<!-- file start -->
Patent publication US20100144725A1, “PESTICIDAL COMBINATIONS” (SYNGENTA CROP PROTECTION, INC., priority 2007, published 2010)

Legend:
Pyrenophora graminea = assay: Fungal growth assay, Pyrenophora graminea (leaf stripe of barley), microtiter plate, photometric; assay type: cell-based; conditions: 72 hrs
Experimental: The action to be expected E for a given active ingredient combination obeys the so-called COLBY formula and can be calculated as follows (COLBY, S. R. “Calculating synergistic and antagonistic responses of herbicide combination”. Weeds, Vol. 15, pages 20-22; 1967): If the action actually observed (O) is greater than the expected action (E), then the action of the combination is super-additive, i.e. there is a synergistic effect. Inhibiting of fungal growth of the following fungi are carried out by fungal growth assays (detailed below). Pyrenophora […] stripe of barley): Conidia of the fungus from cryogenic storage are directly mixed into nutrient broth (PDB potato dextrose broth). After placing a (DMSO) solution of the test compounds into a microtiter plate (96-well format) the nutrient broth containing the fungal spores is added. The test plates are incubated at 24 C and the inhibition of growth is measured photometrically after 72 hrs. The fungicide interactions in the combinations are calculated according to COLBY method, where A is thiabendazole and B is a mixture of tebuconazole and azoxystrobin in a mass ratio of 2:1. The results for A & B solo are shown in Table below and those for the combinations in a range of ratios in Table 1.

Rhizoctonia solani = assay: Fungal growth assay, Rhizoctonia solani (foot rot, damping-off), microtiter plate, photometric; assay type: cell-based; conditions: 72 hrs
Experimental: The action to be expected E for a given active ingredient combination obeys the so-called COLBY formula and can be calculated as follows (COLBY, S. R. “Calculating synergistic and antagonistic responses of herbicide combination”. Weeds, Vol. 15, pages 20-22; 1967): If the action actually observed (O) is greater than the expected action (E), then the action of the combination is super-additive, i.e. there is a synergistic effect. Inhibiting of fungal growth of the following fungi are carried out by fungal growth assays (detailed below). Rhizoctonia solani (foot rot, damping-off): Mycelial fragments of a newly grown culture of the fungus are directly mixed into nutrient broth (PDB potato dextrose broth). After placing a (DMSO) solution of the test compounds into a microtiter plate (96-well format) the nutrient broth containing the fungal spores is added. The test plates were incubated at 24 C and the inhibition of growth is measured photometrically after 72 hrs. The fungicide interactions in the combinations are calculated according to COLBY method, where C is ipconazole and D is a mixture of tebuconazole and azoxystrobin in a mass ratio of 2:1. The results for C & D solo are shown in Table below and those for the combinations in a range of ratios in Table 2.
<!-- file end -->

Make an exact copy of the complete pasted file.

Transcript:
Patent publication US20100144725A1, “PESTICIDAL COMBINATIONS” (SYNGENTA CROP PROTECTION, INC., priority 2007, published 2010)

Legend:
Pyrenophora graminea = assay: Fungal growth assay, Pyrenophora graminea (leaf stripe of barley), microtiter plate, photometric; assay type: cell-based; conditions: 72 hrs
Experimental: The action to be expected E for a given active ingredient combination obeys the so-called COLBY formula and can be calculated as follows (COLBY, S. R. “Calculating synergistic and antagonistic responses of herbicide combination”. Weeds, Vol. 15, pages 20-22; 1967): If the action actually observed (O) is greater than the expected action (E), then the action of the combination is super-additive, i.e. there is a synergistic effect. Inhibiting of fungal growth of the following fungi are carried out by fungal growth assays (detailed below). Pyrenophora […] stripe of barley): Conidia of the fungus from cryogenic storage are directly mixed into nutrient broth (PDB potato dextrose broth). After placing a (DMSO) solution of the test compounds into a microtiter plate (96-well format) the nutrient broth containing the fungal spores is added. The test plates are incubated at 24 C and the inhibition of growth is measured photometrically after 72 hrs. The fungicide interactions in the combinations are calculated according to COLBY method, where A is thiabendazole and B is a mixture of tebuconazole and azoxystrobin in a mass ratio of 2:1. The results for A & B solo are shown in Table below and those for the combinations in a range of ratios in Table 1.

Rhizoctonia solani = assay: Fungal growth assay, Rhizoctonia solani (foot rot, damping-off), microtiter plate, photometric; assay type: cell-based; conditions: 72 hrs
Experimental: The action to be expected E for a given active ingredient combination obeys the so-called COLBY formula and can be calculated as follows (COLBY, S. R. “Calculating synergistic and antagonistic responses of herbicide combination”. Weeds, Vol. 15, pages 20-22; 1967): If the action actually observed (O) is greater than the expected action (E), then the action of the combination is super-additive, i.e. there is a synergistic effect. Inhibiting of fungal growth of the following fungi are carried out by fungal growth assays (detailed below). Rhizoctonia solani (foot rot, damping-off): Mycelial fragments of a newly grown culture of the fungus are directly mixed into nutrient broth (PDB potato dextrose broth). After placing a (DMSO) solution of the test compounds into a microtiter plate (96-well format) the nutrient broth containing the fungal spores is added. The test plates were incubated at 24 C and the inhibition of growth is measured photometrically after 72 hrs. The fungicide interactions in the combinations are calculated according to COLBY method, where C is ipconazole and D is a mixture of tebuconazole and azoxystrobin in a mass ratio of 2:1. The results for C & D solo are shown in Table below and those for the combinations in a range of ratios in Table 2.